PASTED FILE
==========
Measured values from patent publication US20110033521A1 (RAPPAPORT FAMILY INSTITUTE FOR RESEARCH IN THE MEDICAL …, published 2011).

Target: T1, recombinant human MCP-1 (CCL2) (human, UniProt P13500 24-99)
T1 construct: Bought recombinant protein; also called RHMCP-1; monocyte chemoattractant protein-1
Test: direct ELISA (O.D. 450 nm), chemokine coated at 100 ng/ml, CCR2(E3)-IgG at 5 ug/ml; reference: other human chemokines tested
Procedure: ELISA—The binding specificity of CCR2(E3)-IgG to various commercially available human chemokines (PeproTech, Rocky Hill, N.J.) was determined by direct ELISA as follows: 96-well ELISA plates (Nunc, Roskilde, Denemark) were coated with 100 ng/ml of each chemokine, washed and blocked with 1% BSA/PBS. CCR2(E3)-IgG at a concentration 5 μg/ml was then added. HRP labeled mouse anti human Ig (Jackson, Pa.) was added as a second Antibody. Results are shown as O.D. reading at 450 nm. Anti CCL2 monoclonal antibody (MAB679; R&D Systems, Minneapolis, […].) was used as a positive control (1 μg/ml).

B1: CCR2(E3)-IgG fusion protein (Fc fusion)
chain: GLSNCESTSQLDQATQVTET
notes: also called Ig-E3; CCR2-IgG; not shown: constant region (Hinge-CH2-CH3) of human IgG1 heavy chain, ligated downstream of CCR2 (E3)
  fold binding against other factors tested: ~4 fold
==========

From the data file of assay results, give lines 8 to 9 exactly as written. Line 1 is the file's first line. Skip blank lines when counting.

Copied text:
notes: also called Ig-E3; CCR2-IgG; not shown: constant region (Hinge-CH2-CH3) of human IgG1 heavy chain, ligated downstream of CCR2 (E3)
  fold binding against other factors tested: ~4 fold